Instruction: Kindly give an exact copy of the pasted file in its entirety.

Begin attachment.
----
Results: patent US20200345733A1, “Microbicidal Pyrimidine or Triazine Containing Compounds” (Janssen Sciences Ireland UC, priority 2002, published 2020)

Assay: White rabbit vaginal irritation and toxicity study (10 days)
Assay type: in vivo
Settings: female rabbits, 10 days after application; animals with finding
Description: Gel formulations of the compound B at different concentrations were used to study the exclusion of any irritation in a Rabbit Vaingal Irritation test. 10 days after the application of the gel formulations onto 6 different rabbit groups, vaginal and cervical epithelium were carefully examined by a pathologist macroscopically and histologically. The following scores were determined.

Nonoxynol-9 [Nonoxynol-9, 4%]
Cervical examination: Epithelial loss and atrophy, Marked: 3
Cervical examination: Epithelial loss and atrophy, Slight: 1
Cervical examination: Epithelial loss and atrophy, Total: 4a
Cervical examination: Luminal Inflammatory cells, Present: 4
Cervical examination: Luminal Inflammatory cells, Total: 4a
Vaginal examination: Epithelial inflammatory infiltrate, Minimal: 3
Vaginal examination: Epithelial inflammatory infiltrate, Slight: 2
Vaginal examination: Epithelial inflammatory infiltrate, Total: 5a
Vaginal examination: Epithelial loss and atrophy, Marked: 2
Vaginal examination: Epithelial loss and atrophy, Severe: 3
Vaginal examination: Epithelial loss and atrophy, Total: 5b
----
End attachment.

Results: patent US20200345733A1, “Microbicidal Pyrimidine or Triazine Containing Compounds” (Janssen Sciences Ireland UC, priority 2002, published 2020)

Assay: White rabbit vaginal irritation and toxicity study (10 days)
Assay type: in vivo
Settings: female rabbits, 10 days after application; animals with finding
Description: Gel formulations of the compound B at different concentrations were used to study the exclusion of any irritation in a Rabbit Vaingal Irritation test. 10 days after the application of the gel formulations onto 6 different rabbit groups, vaginal and cervical epithelium were carefully examined by a pathologist macroscopically and histologically. The following scores were determined.

Nonoxynol-9 [Nonoxynol-9, 4%]
Cervical examination: Epithelial loss and atrophy, Marked: 3
Cervical examination: Epithelial loss and atrophy, Slight: 1
Cervical examination: Epithelial loss and atrophy, Total: 4a
Cervical examination: Luminal Inflammatory cells, Present: 4
Cervical examination: Luminal Inflammatory cells, Total: 4a
Vaginal examination: Epithelial inflammatory infiltrate, Minimal: 3
Vaginal examination: Epithelial inflammatory infiltrate, Slight: 2
Vaginal examination: Epithelial inflammatory infiltrate, Total: 5a
Vaginal examination: Epithelial loss and atrophy, Marked: 2
Vaginal examination: Epithelial loss and atrophy, Severe: 3
Vaginal examination: Epithelial loss and atrophy, Total: 5b